Business Roundtable is an association of chief executive officers of leading U.S. companies working to promote a thriving economy and expanded opportunity for all Americans through sound public policy.
Overly complex and costly federal regulations are holding America’s economy back, throttling business investment and slowing job growth. In fact, more than half of Business Roundtable CEOs say that pending regulations will negatively affect their hiring and capital spending in the short term. In the long term, almost two-thirds believe they will be negatively affected.
Business Roundtable supports legislative and administrative actions that would make the federal regulatory process more transparent and open to public engagement, improve the quality of information used in the rulemaking process, require more objective cost-benefit analysis, extend that requirement to so-called independent agencies, and modernize the federal permitting process.
Making the federal regulatory system more efficient and effective will reduce the economic burden of regulation while protecting health, safety and environmental quality.
Recent Activities in Smart Regulation
Responding to a request from the Senate Homeland Security and Governmental Affairs Committee, Business Roundtable identifies regulations that have an impact on U.S. business and expresses concerns about the federal regulatory process.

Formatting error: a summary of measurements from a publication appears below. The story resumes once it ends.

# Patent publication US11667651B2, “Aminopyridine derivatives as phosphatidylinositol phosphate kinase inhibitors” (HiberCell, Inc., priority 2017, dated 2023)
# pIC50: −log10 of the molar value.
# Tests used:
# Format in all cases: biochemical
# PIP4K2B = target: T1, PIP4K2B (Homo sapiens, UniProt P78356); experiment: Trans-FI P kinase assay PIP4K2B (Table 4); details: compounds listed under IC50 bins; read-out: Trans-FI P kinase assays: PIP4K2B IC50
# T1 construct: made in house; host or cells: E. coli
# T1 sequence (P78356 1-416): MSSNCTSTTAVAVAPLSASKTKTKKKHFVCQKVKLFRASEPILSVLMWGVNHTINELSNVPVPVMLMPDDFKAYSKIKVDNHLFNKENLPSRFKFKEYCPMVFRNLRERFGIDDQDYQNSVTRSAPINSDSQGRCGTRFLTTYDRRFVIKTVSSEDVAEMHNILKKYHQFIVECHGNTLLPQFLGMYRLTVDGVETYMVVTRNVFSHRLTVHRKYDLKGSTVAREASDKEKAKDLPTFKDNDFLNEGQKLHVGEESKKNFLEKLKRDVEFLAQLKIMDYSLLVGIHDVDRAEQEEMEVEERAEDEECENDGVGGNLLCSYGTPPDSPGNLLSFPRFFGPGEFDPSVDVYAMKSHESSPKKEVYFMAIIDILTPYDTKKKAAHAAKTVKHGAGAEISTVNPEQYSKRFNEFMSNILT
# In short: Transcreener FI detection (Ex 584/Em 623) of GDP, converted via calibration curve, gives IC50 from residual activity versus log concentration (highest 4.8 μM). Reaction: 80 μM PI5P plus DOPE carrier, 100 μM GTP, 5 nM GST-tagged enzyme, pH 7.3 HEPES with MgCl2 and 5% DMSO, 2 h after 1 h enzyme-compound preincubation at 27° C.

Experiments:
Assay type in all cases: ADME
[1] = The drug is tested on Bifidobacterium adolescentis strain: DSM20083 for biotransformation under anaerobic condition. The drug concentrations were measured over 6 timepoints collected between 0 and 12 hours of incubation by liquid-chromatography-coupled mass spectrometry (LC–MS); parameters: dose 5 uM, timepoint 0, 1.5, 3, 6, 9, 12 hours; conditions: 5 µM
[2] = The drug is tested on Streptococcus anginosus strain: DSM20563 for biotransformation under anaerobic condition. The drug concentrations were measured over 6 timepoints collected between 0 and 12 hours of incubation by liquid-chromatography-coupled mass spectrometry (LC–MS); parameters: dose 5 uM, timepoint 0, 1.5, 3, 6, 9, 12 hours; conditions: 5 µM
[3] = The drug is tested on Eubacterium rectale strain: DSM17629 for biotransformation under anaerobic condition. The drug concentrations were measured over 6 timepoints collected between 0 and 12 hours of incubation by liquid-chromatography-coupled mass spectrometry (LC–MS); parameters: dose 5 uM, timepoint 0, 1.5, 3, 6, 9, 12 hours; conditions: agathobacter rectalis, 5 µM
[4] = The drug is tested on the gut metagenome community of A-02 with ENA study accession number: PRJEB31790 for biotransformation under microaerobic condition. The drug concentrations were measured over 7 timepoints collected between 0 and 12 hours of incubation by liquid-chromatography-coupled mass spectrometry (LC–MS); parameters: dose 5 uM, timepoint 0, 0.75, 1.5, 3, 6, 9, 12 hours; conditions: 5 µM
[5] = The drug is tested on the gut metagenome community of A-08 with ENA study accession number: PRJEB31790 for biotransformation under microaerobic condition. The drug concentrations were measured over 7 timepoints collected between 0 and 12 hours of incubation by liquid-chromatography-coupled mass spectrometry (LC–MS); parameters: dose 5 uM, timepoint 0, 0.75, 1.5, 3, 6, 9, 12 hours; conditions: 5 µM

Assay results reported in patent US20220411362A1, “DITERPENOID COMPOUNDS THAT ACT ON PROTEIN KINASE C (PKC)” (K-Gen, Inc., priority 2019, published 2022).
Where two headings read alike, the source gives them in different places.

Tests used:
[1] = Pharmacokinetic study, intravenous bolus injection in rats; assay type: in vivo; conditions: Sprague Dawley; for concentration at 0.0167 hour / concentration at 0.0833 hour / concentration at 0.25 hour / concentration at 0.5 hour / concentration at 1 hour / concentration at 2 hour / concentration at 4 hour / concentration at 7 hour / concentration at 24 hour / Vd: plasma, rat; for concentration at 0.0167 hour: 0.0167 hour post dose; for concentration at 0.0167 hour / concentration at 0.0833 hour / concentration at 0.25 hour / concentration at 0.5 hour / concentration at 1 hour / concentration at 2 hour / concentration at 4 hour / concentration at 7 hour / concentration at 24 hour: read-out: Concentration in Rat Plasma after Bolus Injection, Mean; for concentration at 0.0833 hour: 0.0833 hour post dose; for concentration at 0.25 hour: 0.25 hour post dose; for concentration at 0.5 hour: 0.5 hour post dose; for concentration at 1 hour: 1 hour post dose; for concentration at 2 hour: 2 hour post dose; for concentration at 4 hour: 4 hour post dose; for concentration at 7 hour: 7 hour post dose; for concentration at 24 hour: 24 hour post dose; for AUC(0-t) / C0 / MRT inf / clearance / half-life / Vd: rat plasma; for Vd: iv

Business Roundtable has long emphasized the need to carefully weigh the impact of new regulations on economic growth and job creation.
Washington – BRT President John Engler made the following statement today on President Obama’s fiscal year 2016 budget request to Congress: "America’s business leaders encourage the Administration to work with congressional leaders to find common ground on pro-growth tax policies."
BRT CEOs support passage of the bipartisan Federal Permitting Improvement Act of 2015, S. 280 – introduced by Senators Portman and McCaskill – a bill that would address the current complex federal permitting process.
We are writing to express opposition to using Title II of the 1934 Communications Act as the principal basis for FCC action to maintain an open Internet .